Philosophy: Truth, 'Post Truth' and Thinking Skills

Ref: C2337861

To some ‘post truth’ means freedom from the tyranny of rationality and experts. To others it is another word for ‘lies’. Develop and practice philosophical skills to understand truth and post truth better and to evaluate claims that we now live in a ‘post truth age’. We will cover: 1. what we mean by 'true' in everyday language; 2. Definitions of 'post truth'; 3. Different philosophical ways of understanding truth; 4. How the proponents of post truth and ‘fake news’ understand truth; 5. How to analyze arguments philosophically; 6. whether rationality is the opposite of emotion; 7. The relationship between argument and rhetoric; 8. how to apply the techniques of philosophical analysis to 'post truth' claims Suggested introductory study sources: B Dupre, 50 Philosophy Ideas, chs 2, 4, 6 (very introductory); S Blackburn, Think (OUP 1999), ch 1 (introductory); N Fearn, Philosophy (Atlanta 2005), ch 5 (introductory)

Course aim

To give students the opportunity to develop and practice philosophical skills so that they understand truth and post truth better and can evaluate claims that we now live in a ‘post truth age’.

Do I need any particular skills or experience?

  • This course is suitable for beginners and improvers

By the end of the course I should be able to:

  • explain how 'true' is used in everyday language
  • give a definition of 'post truth'
  • summarize at least two different philosophical ways of understanding truth
  • explain how to spot good and bad arguments
  • analyse and evaluate at least one example of a 'post truth' claim

How will I be taught?

  • The WEA tutor will use a range of different teaching and learning methods and encourage you and the group to be actively involved in your learning
  • You may be asked to undertake additional work in your own time to support your learning
  • The work between class meetings will not be compulsory. The tutor may suggest opportunities for presenting your work but doing so will not be an expectation.

What kind of feedback can I expect?

  • A range of informal activities will be used by the tutor to see what you are learning which may include quizzes, question and answer, small projects and discussion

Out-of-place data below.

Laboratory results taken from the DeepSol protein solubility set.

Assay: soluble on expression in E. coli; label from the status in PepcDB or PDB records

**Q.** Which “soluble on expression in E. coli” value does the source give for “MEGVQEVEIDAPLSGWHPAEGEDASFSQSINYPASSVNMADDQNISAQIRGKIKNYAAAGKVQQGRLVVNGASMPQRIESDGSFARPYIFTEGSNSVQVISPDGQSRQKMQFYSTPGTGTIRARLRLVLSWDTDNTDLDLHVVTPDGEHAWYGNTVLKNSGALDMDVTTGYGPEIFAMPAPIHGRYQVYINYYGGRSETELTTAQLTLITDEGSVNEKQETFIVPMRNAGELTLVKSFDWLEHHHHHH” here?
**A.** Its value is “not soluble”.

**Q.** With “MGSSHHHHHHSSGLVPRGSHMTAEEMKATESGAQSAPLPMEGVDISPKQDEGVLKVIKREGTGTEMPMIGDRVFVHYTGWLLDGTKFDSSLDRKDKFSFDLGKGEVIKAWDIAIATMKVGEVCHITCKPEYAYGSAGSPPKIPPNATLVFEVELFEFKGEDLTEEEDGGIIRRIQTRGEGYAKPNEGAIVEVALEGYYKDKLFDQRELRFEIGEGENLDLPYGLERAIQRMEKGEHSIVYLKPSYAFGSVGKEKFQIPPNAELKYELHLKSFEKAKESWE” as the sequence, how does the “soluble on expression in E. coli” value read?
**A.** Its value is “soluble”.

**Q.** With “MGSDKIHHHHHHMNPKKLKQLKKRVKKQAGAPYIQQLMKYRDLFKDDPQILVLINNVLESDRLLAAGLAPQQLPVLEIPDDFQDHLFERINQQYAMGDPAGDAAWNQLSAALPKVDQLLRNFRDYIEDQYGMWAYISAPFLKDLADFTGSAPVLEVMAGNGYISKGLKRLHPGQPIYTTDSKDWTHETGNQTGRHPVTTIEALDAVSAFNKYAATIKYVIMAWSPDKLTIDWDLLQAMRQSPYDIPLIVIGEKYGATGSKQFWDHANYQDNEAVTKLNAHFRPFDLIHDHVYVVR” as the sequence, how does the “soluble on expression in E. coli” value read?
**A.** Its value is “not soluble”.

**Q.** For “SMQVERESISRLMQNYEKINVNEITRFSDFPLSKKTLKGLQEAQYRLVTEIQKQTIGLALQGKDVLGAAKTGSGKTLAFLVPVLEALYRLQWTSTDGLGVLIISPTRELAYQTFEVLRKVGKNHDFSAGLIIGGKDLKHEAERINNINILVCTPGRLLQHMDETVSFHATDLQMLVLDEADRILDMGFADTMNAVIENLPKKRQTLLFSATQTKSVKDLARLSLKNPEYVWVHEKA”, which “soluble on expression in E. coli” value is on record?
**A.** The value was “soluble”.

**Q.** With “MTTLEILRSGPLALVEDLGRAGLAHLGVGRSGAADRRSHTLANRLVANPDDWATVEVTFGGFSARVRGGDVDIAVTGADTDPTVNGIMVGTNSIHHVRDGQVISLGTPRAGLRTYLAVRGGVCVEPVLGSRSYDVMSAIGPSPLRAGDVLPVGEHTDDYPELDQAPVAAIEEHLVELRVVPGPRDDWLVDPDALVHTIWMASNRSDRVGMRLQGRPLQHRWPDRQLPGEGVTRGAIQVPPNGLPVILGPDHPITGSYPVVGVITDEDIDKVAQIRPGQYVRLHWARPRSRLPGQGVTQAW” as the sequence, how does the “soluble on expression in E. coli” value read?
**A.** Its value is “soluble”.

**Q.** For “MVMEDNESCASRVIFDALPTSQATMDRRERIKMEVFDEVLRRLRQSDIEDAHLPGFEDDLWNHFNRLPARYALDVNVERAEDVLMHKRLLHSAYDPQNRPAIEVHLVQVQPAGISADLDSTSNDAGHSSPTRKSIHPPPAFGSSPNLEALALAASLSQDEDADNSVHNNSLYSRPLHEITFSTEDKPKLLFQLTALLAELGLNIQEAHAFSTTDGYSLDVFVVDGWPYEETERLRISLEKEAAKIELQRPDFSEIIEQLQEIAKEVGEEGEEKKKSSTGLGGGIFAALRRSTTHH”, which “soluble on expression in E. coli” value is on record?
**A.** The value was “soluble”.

• You will be encouraged to share your work with the group and discuss your learning

What else do I need to know?

  • Handouts (in paper or electronic form) will be provided. Please bring a digital device (such as a smartphone) if you have one and pen and paper.

Pre-course work, reading and information sources

  • No pre reading or pre course work is required

What can I do next?

  • Progress to another WEA course
  • Become involved with the WEA in a range of voluntary work and other activities including campaigning as a WEA member
  • You could progress to Higher Education courses. Follow link to the PEARL website for information http://pearl.open.ac.uk/

Download full course outline

Philosophy: Truth, 'Post Truth' and Thinking Skills Course Outline

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This course has started and there are no online enrolment places available.

Conditions

You can if you meet all of the following requirements:

  • are paying the standard fee or are on any of the qualifying benefits
  • are paying with a credit/debit card or are not paying a fee because of a qualifying benefit
  • have a valid email address
  • have been resident in the UK, EU or EEA for the last 3 years
  • are aged 19 years or older on 1st September 2017
  • have read and accept the standard terms and conditions
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